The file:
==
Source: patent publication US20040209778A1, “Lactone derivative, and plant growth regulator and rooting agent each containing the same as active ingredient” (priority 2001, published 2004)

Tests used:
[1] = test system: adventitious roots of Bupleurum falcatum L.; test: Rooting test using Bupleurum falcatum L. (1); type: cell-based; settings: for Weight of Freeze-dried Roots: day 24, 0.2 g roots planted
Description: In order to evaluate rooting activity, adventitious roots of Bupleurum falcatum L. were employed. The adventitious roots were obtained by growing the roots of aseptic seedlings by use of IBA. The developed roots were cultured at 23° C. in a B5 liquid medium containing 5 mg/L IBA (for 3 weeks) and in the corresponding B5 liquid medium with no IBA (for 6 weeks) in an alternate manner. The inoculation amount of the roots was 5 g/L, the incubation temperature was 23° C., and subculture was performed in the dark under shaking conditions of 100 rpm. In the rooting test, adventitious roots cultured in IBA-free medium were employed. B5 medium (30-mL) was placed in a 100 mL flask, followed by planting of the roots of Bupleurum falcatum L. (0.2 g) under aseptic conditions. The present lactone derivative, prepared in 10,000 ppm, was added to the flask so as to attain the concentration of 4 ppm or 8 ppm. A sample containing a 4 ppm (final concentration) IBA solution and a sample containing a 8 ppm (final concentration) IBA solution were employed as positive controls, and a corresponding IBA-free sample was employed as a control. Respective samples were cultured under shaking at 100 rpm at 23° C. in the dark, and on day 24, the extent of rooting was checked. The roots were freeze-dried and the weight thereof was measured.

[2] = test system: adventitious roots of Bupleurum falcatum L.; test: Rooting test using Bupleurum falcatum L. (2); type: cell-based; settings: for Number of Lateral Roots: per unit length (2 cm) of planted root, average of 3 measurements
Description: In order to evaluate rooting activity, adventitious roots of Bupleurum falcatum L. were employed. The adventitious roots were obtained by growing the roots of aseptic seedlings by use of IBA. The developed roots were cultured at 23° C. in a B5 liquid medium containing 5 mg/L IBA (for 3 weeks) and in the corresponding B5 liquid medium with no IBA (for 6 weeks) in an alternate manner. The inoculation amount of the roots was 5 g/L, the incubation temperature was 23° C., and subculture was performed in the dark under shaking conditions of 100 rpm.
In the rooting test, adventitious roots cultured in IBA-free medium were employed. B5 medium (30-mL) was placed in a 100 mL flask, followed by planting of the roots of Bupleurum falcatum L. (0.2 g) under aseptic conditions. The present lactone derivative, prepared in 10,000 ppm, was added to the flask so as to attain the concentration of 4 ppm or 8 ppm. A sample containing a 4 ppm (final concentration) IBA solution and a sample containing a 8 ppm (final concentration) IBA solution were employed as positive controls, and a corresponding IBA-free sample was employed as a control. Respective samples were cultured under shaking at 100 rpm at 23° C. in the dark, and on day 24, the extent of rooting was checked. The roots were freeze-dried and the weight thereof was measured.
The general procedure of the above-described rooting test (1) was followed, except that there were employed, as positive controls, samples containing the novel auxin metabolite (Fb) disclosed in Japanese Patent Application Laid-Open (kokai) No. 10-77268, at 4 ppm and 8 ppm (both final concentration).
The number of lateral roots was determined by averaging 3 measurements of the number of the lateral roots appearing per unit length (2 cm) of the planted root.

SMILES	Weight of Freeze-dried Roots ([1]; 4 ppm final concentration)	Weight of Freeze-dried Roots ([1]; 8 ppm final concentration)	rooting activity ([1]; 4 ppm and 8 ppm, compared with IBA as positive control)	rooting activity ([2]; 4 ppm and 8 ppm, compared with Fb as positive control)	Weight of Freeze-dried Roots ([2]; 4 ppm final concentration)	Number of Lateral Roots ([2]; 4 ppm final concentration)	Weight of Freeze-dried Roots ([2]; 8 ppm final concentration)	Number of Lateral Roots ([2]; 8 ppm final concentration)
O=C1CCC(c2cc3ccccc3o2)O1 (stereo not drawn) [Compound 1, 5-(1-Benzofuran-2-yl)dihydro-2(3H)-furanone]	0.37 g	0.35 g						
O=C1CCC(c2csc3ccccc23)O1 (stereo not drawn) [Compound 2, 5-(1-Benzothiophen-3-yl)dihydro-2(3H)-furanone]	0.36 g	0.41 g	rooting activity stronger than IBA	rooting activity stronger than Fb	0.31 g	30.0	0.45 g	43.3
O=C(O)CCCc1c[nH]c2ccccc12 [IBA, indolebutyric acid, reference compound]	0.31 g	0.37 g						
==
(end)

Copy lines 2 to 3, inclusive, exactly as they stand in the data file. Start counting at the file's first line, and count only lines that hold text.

Tests used:
[1] = test system: adventitious roots of Bupleurum falcatum L.; test: Rooting test using Bupleurum falcatum L. (1); type: cell-based; settings: for Weight of Freeze-dried Roots: day 24, 0.2 g roots planted